As Italy gradually emerges from its two-month coronavirus lockdown, tourism operators in the hard-hit Val Seriana valley look ahead with trepidation at an uncertain summer season that could make or break them.
An Associated Press photographer ventured into towns in Italy’s hard-hit Bergamo province along the Orobie mountain range to capture residents’ hopes — and doubts — as they await the return of summer visitors.
“It is a powerful tragedy that has touched chords that not even during the war had been touched,” says Claudio Trentani, a 57-year-old hut manager.
He runs the Baita Cassinelli, an Italian Alpine Club mountain hut at the base of the 2,521-meter (8,271-foot) Mount Presolana, a 30-minute drive from the city of Bergamo. Trentani sees no good way to manage social distancing in his 60-square-meter hut where he serves food and drink. The place was packed with hikers before the government coronavirus lockdown emptied it for months.
Lorenzo Pasinetti, 53, runs a bigger chalet on adjacent Mount Pora, an 1,880-meter (6,168-foot) mountain that is a popular skiing destination. It houses a restaurant, a pizzeria, cafe and an outdoor barbeque, serving people a day in the winter and 300 in the summer. He calculates winter losses of about 60% due to the lockdown that started March 8. He has remained open to provide groceries to 10 families living on the mountain.
In Rovetta, where the Serie A Atalanta soccer team trains every summer, Mayor Mauro Marinoni said there are 15 official COVID-19 deaths but he suspects the true toll is higher. He says 30 people died this March compared to only four the year before.
Brothers Daniele, Luca and Corrado Brasi, who own a sports apparel shop in the town and run one of the biggest tennis clubs around, lost an uncle to the virus. They rely on summer tourism for about half of their income — and they still don’t have a clear idea how much business they can count on. The club is sanctioned by the tennis federation, which gives them hope that individual athletes can train even if summer camps are out of the question.
In nearby Castione della Presolana, a mountain village of 3,400, church bells rang up to four times in a day during the worst of the coronavirus crisis, announcing the deaths of residents. Mayor Angelo Migliorati said the town usually records three deaths from January to March but this year saw 32. Only seven count as coronavirus deaths because not all the dead were hospitalized or tested.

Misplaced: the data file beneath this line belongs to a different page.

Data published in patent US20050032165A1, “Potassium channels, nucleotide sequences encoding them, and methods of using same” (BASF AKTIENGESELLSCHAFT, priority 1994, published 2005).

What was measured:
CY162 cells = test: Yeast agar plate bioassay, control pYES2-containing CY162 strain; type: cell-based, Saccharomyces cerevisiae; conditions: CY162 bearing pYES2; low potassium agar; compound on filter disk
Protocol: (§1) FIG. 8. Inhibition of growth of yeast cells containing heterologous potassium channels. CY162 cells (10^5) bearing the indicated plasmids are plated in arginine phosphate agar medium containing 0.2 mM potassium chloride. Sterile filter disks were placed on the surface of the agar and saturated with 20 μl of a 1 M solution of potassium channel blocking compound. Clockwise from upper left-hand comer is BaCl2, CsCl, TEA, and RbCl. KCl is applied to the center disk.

Despite the devastating human toll, Migliorati is looking forward to a summer of economic and psychological recovery. He says after months of being shut inside people will be looking for “the well-being that only nature can give.’’
“I am convinced we will have many visitors, especially in the many vacation homes. The mountain offers ample space for social distancing,” he said.
Alpine guide Ernesto Cocchetti, 57, predicts that visitors will be eager to return to “living with nature’s rhythms.”
But local tourism operators are still worried about their ability to safely manage a possible onslaught of visitors.
Giorgio Masserini, 61, runs a rock-climbing gym in Dorga. Under the recent government decree, he thinks he could open as early as May 18 for registered athletes with their own climbing equipment. He has sanitized the gym and is ready to measure visitors’ temperatures before allowing them in.
Alice Piccardi, 37, who runs an organic farm and restaurant with her husband Stefano Gusmini, 43, saw her father hospitalized with COVID-19. He was one of the lucky ones, sent home after two weeks to recover. With the restaurant closed to guests, they are delivering produce to keep money coming in before restaurants can re-open on June 1.
Diego Fregona, 58, spent all his savings to repair his adventure park after a storm in October knocked down trees, climbing ropes and suspended walkways. Now, as he contemplates reopening, he worries about managing new safety requirements, including taking temperatures and sanitizing equipment.
But he cannot afford financially to miss this season. And after so much loss, the prospect of revival is the only thing that keeps him going.
“There isn’t a family who didn’t have a bereavement. The only thing left to do is to get up again,” Fregona said.
This article was written by BEATRICE LARCO and LUCA BRUNO from The Associated Press and was legally licensed through the NewsCred publisher network. Please direct all licensing questions to firstname.lastname@example.org.